Storning-away through Cowley: Interview with Stornoway
Few bands have come to amass such a loyal Oxford fan-base than Stornoway. Although the band doesn’t actually come from Oxford – Jon Ouin met Brian Briggs as post-graduates at Wolfson College in Freshers Week where Brian was doing a PhD in “ducks” and Jon a Masters in Russian Literature, references such as “zorbing through the streets of Cowley” have ensured the foursome have become synonymous with the Dreaming Spires. Having just played one of two sold out gigs at the Town Hall, Jon reveals “I always feel more nervous before local shows because you want to do your best on your home turf.”
The band’s 2010 debut album Beachcomber’s Windowsill was suffused with what the Guardian aptly, if pejoratively, termed ‘hello-trees-hello-sky whimsy’, fuelled by the ringing purity and naïveté of Brian’s vocals. The band’s forthcoming follow up album Tales from Terra Firma will be released in March. So what can we expect? Describing the Stornoway sound as “essentially soulful”, Jon elaborates, and replies that the album “is a series of songs which are loosely tied together by the theme of what it means to be human, they’re kind of inner thoughts. It almost like a diary .. but musically more expansive and more meaty.”
Stornoway are often characterised as forming part of the neo-folk revival, in part fuelled by Mumford & Sons, Laura Marling and Dry the River. This revival has led to the genre of folk becoming increasingly ambiguous. On one hand we’re faced with the commercialised stadium-filling Mumford & Sons, and on the other, the resolutely traditional sound of Bellowhead.
I ask Jon how much affinity Stornoway feels to the seemingly amorphous folk genre in light of this. “There’s two reasons people talk about folk music. I think its like a Sixties thing which has mutated, the term, ever since Bob Dylan. That’s where the confusion comes but it doesn’t really matter because if you say folk people nowadays think of an acoustic guitar which is a bit of a misnomer…[Stornoway are similar to Mumford & Sons] insofar as they play with an acoustic guitar, they like playing live music, they like projecting something which is personal to a large audience. I don’t understand when people say we sound the same. They’ve massively popularised the genre, which helps because it may change the way people see us.”
Jon explains this resurgence as a backlash against the commercialisation pervading the music industry, and indeed wider society. “I suspect it’s something to do with the feeling of searching for authenticity. There’s a simplicity to [folk], or a pastoral quality, which weirdly people in cities connect with. there was a big revival in the Sixties and Seventies and that was linked to social shifts. Everything is so atomised now. If you’re talking about songs which are simple in format… its like going to church in a way, or a football match.”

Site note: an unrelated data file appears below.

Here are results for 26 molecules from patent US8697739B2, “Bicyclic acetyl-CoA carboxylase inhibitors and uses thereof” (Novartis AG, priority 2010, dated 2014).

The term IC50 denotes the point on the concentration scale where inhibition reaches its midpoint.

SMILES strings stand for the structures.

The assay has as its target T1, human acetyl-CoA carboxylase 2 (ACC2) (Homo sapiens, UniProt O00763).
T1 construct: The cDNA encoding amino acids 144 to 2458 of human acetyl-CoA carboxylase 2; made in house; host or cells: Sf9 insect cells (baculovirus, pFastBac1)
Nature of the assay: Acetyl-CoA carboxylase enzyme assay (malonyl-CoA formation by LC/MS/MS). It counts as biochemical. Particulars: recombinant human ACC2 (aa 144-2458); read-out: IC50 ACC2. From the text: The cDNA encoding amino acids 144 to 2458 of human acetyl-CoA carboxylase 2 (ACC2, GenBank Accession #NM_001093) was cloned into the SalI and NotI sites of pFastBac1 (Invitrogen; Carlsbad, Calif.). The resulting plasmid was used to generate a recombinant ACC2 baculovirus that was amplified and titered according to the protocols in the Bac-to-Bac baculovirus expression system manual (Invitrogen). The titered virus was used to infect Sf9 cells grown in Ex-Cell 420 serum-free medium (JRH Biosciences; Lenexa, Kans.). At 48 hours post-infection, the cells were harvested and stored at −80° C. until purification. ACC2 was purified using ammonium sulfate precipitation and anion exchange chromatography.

Clearly folk music, or what most consider folk, provides an outlet for a more communal musical expression in a modern society where these opportunities have significantly diminished.
On a separate note, Oxford’s thriving and dynamic music scene is a well documented phenomenon. The so-called Blessing Force, comprising bands such as Jonquil, Trophy Wife and Totally Enormous Extinct Dinosaurs have all been identified as culprits in a neo-shoe gazing, experimental synth genre particular to the Oxford music scene. But quite clearly not part of this music milieu, how much do Stornoway feel immersed in Oxford’s music community? Jon replies sceptically “ They’ve been here longer than us and in different guises …I do go to gigs but I feel that we’re not that well integrated in some respects. I love a lot of the music [Trophy Wife] make, I’m a big fan but I don’t know any of them personally. I’m a distant admirer. I go to the Rusty Bike a lot. Half Moon has some good folk things going on. “
Owing their initial rise largely to BBC Introducing, radio presenter Tim Bearder was an early champion of the band and was reportedly suspended from work after barricading himself in the studio and playing an hour’s worth of Stornoway songs.
Jon agrees that BBC was instrumental in their rise, saying “the BBC had a lot of influence, because there was that link with BBC Oxford. Interestingly this month they elected not to put us on the Radio 6 playlist. I’m not complaining because they’ve done so much for us but its not so simple, it’s all down to individuals, you have to persuade individual DJs and individual producers. If you get opportunities you take them but we weren’t very career-minded about it.”
So for the band who has shot to recognition through a series of charmingly fumbling, haphazard incidents, what does the immediate future hold for Stornoway?
“We are touring, touring and possibly doing some touring after that. We’re basically going to concentrate on recording our music and writing new things at the same time.”